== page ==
Though she’s been an adult entertainer since the 1980s, Kimberly Kupps is currently best known as half of the Florida couple who were arrested for shooting porn in the privacy of their own home. Like me, Kimberly operates her own independent porn site, so it’s a case that definitely caught my attention. Some sex workers mistakenly view porn as legal, easy, and even dismiss it as “sex work lite,” because supposedly, those of us who make porn don’t break any laws and face no risk. As a pornographer, even if you are trying to stay within the bounds of the law and don’t shoot anything “extreme,” you can find yourself dealing with an obscenity prosecution, as Kimberly and her husband have learned this summer.
The pair was arrested on June 3rd by their local Polk County Sheriff, who is going after them as a part of a war on porn to clean up the conservative area. (Sheriff Grady Judd is also facing a federal civil rights lawsuit for allegedly harassing another local woman for her atheist organization.) Kimberly and her husband are being represented by well-known first amendment attorney Lawrence Walters. Walters is donating part of his fee, but there are still plenty of costs being incurred with mounting a strong legal defense, so Kimberly has set up a defense fund. Although their computers were seized by the police, Kimberly recently took the time to do an interview with me from her iPhone.
What you need to know before reading the decision:
1) Prostitution is legal in Canada. However, so many activities surrounding prostitution are illegal that there are very limited ways to practice, and virtually no way to practice what we would call “safely”—minimizing the likelihood that you are going to get raped, robbed, assaulted or killed. That is a weird conversation since in so many other workplaces “safety” often means “how to avoid eventually getting carpal tunnel” or “how to avoid having hurt feelings.”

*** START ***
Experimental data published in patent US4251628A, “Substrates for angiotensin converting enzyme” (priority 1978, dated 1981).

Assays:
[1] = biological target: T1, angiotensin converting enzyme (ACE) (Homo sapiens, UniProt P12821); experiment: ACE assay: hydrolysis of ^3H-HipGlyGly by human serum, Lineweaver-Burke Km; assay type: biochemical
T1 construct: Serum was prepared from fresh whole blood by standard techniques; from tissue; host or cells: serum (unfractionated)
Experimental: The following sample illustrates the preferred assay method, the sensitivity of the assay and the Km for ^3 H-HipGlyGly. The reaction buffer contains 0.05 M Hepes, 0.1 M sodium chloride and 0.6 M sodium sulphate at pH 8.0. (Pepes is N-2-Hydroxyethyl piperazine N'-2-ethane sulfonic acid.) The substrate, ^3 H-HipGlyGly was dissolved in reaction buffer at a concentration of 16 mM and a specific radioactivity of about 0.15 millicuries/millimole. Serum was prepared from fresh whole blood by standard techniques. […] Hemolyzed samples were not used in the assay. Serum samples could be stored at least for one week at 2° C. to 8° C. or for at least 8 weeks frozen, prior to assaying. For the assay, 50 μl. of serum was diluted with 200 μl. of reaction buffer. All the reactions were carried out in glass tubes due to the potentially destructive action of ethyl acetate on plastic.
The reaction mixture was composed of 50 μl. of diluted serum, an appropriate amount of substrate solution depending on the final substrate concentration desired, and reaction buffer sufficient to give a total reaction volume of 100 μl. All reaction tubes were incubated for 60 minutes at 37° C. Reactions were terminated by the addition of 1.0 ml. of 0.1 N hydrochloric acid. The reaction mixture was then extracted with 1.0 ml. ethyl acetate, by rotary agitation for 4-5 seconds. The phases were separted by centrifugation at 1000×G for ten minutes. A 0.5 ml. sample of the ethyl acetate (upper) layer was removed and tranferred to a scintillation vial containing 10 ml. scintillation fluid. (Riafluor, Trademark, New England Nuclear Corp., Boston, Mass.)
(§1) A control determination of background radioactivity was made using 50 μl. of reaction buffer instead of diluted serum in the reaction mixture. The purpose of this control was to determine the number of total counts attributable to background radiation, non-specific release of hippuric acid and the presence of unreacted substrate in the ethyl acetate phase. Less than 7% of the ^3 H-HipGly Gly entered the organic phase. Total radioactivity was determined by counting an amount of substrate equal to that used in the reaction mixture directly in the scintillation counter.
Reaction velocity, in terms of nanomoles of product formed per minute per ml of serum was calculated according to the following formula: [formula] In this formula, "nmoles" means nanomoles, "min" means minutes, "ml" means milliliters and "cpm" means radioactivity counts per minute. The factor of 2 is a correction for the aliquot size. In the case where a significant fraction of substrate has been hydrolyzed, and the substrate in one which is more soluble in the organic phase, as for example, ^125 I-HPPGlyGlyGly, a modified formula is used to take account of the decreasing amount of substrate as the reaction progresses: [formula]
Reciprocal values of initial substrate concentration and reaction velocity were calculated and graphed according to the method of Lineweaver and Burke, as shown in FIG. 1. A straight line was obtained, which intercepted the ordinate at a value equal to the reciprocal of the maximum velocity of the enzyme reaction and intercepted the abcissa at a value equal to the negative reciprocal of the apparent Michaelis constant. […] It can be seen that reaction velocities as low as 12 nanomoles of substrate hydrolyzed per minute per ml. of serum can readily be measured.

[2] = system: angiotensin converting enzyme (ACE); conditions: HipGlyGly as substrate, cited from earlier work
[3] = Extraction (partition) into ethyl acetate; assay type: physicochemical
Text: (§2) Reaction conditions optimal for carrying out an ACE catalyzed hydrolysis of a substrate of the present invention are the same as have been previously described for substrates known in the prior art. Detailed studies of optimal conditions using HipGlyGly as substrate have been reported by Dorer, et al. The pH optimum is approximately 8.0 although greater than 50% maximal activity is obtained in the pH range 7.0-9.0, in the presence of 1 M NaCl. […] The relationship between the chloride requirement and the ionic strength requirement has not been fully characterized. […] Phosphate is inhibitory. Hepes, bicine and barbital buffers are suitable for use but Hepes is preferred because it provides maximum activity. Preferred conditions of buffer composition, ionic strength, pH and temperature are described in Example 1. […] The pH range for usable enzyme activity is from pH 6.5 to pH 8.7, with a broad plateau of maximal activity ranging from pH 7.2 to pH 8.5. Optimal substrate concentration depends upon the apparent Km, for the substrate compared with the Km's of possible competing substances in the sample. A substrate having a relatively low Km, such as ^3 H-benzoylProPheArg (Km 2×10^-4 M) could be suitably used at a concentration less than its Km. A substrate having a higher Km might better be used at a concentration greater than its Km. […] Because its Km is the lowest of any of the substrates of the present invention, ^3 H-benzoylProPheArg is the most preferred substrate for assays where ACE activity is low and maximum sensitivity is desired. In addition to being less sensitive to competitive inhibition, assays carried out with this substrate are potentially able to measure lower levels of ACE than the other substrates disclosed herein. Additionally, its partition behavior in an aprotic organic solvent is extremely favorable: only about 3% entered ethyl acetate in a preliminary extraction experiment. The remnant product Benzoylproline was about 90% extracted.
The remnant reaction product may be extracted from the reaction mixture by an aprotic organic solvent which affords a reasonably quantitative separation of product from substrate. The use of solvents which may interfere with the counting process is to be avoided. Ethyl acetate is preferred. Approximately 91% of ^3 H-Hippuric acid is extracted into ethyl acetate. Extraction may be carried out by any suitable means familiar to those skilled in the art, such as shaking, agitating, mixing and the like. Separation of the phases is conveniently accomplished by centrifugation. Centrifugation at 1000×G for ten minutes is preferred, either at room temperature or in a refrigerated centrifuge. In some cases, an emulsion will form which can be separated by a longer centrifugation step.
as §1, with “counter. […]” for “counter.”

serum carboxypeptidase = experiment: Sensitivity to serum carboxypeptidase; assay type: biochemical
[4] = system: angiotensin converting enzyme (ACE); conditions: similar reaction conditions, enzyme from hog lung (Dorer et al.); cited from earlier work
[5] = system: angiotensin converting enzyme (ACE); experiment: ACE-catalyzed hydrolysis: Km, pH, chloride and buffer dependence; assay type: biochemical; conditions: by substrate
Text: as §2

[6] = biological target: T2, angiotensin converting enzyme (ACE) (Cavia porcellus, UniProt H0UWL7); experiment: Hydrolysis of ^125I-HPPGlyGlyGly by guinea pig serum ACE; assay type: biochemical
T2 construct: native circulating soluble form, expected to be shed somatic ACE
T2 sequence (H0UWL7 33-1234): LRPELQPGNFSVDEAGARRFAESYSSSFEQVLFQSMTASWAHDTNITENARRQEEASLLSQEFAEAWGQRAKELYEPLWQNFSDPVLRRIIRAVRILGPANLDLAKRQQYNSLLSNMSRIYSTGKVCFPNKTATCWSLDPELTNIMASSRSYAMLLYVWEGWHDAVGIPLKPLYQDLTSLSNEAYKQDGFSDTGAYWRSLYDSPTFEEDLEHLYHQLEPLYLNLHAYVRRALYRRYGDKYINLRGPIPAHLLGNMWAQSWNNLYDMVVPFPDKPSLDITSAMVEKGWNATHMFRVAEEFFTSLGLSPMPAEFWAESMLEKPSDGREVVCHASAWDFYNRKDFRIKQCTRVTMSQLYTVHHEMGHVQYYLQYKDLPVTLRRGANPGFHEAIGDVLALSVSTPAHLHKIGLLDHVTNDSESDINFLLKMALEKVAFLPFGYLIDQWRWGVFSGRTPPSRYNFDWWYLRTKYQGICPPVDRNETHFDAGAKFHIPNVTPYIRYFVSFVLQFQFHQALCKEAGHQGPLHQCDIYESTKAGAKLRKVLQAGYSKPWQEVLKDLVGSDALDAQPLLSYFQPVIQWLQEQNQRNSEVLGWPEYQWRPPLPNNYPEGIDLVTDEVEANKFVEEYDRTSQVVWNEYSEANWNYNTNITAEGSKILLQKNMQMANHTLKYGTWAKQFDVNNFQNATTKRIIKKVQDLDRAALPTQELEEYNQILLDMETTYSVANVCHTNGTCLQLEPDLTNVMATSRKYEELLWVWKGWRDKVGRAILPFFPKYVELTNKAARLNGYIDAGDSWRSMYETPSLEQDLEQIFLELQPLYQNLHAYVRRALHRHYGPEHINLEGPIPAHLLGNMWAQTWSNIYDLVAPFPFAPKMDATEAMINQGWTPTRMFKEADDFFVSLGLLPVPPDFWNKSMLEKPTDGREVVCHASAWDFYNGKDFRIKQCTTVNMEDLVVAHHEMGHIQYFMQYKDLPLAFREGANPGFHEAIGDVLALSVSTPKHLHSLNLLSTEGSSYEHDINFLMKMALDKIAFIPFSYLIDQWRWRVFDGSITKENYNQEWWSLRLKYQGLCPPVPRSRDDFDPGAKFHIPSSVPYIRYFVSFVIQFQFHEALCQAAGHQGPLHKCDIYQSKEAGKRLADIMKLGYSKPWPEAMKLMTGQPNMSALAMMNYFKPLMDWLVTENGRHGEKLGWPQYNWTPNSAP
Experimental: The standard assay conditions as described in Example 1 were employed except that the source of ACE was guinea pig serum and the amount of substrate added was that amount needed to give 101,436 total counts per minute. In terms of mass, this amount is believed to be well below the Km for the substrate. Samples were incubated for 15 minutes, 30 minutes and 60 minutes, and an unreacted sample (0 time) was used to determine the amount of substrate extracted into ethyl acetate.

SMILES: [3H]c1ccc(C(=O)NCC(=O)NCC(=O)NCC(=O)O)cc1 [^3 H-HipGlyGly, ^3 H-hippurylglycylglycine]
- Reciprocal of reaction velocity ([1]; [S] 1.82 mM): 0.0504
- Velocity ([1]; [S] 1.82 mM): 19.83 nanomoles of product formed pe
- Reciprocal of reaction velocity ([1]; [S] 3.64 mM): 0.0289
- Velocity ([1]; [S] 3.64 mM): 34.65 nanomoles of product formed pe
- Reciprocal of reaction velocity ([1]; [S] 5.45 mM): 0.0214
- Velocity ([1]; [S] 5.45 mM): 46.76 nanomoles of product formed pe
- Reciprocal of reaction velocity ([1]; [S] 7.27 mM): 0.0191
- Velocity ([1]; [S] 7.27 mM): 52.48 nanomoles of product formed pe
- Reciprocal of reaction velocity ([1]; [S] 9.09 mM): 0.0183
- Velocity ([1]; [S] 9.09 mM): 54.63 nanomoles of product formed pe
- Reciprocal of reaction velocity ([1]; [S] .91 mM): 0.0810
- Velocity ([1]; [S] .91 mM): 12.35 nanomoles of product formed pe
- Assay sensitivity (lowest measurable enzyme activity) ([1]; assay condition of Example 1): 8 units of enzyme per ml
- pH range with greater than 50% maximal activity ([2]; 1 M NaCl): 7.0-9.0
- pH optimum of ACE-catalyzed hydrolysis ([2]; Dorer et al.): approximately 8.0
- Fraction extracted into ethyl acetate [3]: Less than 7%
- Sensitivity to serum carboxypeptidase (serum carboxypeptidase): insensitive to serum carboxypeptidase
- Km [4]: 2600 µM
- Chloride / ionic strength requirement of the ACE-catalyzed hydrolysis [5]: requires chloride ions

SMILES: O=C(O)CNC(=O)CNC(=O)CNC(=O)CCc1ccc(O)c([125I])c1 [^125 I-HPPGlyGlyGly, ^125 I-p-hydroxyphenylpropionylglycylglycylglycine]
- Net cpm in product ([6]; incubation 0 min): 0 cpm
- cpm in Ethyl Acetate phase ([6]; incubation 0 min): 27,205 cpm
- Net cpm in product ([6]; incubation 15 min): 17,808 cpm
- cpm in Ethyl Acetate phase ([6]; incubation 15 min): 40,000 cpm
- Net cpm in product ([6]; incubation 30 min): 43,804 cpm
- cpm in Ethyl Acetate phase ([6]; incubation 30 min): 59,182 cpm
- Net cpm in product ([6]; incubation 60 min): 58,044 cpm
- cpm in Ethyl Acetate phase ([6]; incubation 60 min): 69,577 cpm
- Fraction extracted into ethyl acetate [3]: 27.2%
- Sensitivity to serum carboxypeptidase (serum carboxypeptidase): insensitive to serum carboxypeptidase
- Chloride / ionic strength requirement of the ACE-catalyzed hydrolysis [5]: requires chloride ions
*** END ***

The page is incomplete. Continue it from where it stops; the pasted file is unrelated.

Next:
This past August, Texas’ Supreme Court upheld the 2007 “pole tax.” Also known as the “stripper tax,” it is a $5 per patron entry fee that is supposed to go towards low-income health insurance and assistance for victims of sexual assault. Currently there are an estimated 169 strip clubs in Texas (according to TUSCL, it’s closer to 200), and proponents of the new law allege that the revenue will provide $2.5 million annually to rape-survivor programs.
Since its passage in 2007, the tax has been tied up in court battles. The Texas Entertainment Association sued in 2008, stating that the proposed tax would be a violation of the First Amendment. At first the appellate courts upheld that argument, but that decision was reversed by the court’s ruling. In Justice Hecht’s deciding argument, he wrote “The fee is not aimed at any expressive content of nude dancing but at the secondary effects of the expression in the presence of alcohol.”
2. New Zealand Brothel Worker Wins Sexual Harassment Case
New Zealand’s Human Rights Review Tribunal awarded damages in March to a woman who had filed a sexual harassment case against a Wellington brothel owner.